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Chronic Postoperative Pain

Causes of, Treatments for, and Coping with Chronic Postoperative Pain

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Updated June 13, 2014

Written or reviewed by a board-certified physician. See About.com's Medical Review Board.

Postoperative pain is fairly common after surgery. In fact, you would likely expect to have some degree of pain immediately after going under the knife. When you are cut open and operated on, your body responds with tissue swelling and a certain amount of discomfort. This is called acute postoperative pain.

Chronic postoperative pain, however, persists after the expected healing time from surgery. It is more common than you might think. In fact, it is estimated that between ten and 50 percent of people who have surgery experience chronic postoperative pain.

What Causes Chronic Postoperative Pain?

The cause of chronic postoperative pain, also known as chronic post surgical pain or CPSP, is not completely understood. However, most researchers agree on a few potential causes:

  • Peripheral nerve damage during surgery
  • Inflammation at the site of the wound
  • Damage to bodily tissues during surgery
While there is not much research pinpointing the risk factors for chronic postoperative pain, there are a few things that may predispose certain individuals to this condition. These include:
  • Prior history of chronic pain disorders
  • A history of anxiety and/or depression
  • Excessive fear of the surgery
  • Pre-operative pain
  • Extensive (lasting more than three hours) or complicated surgeries

Common Types of Chronic Postoperative Pain

You can experience chronic postoperative pain from almost any type of surgery, including outpatient procedures. Examples of postoperative pain include:

Treating Chronic Postoperative Pain

Chronic postoperative pain can be treated with any of the following:

  • NSAIDs. Anti-inflammatories such as ibuprofen and aspirin may be used to control mild to moderate postoperative pain. They may be used to treat severe pain as well, in combination with other painkillers.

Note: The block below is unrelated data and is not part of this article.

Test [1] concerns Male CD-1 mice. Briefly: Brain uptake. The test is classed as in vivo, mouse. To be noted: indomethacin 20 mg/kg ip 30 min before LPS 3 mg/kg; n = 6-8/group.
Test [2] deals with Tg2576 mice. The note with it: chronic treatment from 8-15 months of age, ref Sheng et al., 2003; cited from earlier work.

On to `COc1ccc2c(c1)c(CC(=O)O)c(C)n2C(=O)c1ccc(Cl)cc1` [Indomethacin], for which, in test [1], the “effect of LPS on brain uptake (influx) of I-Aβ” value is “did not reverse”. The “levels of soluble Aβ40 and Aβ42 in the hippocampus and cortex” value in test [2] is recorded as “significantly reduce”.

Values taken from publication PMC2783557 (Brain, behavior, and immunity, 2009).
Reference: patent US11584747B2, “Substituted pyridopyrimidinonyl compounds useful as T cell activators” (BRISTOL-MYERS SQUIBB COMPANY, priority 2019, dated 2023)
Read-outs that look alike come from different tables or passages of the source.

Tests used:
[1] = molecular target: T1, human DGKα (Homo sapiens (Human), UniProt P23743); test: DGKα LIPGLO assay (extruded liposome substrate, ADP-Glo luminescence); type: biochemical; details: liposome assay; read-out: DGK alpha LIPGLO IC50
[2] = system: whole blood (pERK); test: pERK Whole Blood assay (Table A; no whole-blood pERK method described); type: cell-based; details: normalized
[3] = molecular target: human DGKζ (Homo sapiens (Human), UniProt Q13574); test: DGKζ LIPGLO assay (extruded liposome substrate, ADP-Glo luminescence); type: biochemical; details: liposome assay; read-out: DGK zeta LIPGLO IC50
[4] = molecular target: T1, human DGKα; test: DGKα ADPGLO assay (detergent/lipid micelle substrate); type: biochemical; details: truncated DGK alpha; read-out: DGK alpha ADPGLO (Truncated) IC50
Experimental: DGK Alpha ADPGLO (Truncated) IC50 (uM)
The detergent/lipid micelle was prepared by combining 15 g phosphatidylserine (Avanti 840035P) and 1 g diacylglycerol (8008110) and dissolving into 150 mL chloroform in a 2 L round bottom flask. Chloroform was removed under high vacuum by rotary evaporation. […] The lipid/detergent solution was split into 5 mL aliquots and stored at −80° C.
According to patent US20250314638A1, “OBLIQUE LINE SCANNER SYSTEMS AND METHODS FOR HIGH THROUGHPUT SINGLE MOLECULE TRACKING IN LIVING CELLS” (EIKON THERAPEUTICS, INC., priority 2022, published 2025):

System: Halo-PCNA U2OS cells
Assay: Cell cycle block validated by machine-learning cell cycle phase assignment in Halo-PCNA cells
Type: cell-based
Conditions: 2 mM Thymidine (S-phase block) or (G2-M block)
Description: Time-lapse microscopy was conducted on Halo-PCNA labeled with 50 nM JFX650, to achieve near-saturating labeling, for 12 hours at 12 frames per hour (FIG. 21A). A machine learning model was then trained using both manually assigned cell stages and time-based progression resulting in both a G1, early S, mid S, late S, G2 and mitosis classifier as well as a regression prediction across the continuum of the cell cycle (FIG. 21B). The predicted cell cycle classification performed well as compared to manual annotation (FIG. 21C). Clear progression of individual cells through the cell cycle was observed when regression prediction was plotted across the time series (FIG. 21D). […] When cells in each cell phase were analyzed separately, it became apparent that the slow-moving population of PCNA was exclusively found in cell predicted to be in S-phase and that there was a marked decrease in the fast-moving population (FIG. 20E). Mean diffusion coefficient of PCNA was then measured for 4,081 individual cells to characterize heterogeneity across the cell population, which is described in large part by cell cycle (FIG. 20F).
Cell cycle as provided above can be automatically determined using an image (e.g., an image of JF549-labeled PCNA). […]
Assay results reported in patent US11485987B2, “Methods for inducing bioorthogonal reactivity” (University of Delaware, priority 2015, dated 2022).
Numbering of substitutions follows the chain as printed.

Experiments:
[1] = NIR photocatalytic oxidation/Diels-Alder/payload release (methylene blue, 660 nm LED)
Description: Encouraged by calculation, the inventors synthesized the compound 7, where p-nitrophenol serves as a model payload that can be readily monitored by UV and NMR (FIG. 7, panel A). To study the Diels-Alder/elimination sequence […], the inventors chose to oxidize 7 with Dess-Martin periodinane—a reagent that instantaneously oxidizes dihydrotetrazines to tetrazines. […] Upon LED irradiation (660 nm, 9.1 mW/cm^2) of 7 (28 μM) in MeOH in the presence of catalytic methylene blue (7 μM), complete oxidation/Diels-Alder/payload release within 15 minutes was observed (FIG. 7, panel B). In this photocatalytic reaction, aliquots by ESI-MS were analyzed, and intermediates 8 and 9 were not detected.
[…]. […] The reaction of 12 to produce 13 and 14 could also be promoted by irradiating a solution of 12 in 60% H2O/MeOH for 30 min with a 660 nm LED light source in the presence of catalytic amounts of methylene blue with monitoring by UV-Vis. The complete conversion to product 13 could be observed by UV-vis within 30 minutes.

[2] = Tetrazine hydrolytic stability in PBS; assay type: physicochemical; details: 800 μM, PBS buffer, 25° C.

• Acetaminophen. Acetaminophen is another option in treating mild, moderate or severe postoperative pain. It may be used alone or in conjunction with other painkillers.
  • Opioids. Weaker opioids may be used to treat moderate postoperative pain, while stronger ones may be utilized for more severe cases.
  • Anticonvulsants. Anticonvulsants may be used to manage certain types of postoperative pain, especially those associated with nerve damage.
  • Nerve blocks. In some cases of severe postoperative pain, nerve blocks may be used to reduce pain sensations.

Chronic postoperative pain treatment is often multimodal – this means that treatments are often combined to provide maximal pain relief. If you have chronic postoperative pain, it's likely you are (or will be) taking more than one type of painkiller.

Coping With Chronic Postoperative Pain

Coping with chronic postoperative pain is not easy. Many people may feel that something in their surgery “went wrong.” However, with certain types of surgery, nerve and tissue damage are difficult to avoid. If you have chronic postoperative pain, you may feel surprised that surgery did not take your pain away. This can lead to feelings of hopelessness, anger or even depression.

Coping with any type of chronic pain is difficult. However, there are a few things you can do to help.

  • Keep a pain journal. Use your pain journal to record pain patterns as well as how your pain makes you feel. You can use this to help your doctor find the right treatment. You can also use it to vent your feelings about your pain.
  • Learn to relax. The stress response can increase both pain sensations and pain intensity. Taking the time to relax can help you decrease this pain response and allow you to focus on other things.
  • Distract yourself. No, your pain is not all in your head. However, you are still in control. Focusing on your pain alone can make the sensations seem more intense. Instead, try to focus your mind elsewhere. Read a book or watch some television.
  • Find support. Talk to someone who is willing to listen, or who knows what you are going through. Share ideas and coping strategies, or simply vent your feelings.

Sources:

European Society of Regional Anesthesia and Pain Therapy. Postoperative Pain Management – Good Clinical Practice: General Recommendations and Principles for Successful Pain Management. Accessed 10/2/09. http://www.esraeurope.org/PostoperativePainManagement.pdf

Ip, Hui Yun Vivian, Abrishami, Amir, Peng, Philip W et al. Predictors of Postoperative Pain and Analgesic Consumption: A Qualitative Systematic Review. Anesthesiology. September 2009. 111(3) pp 657-677

Lake, Alfred Philips. Chronic Post-Surgical Pain: Prevention Remains Better Than Cure. The Internet Journal of Anesthesiology 2008 : Volume 15 Number 2

Kehlet H, Jensen TS, Woolf CJ. Persistent Postsurgical Pain: Risk Factors and Prevention. Lancet. 2006 May 13;367(9522):1618-25

Macrae, WH. Chronic Post-Surgical Pain: 10 Years On. British Journal of Anaesthesia, doi:10.1093/bja/aen099

Visser, Eric J. Chronic Post-Surgical Pain: Epidemiology and Clinical Implications for Acute Pain Management. Acute Pain. Volume 8, Issue 2, June 2006, Pages 73-81

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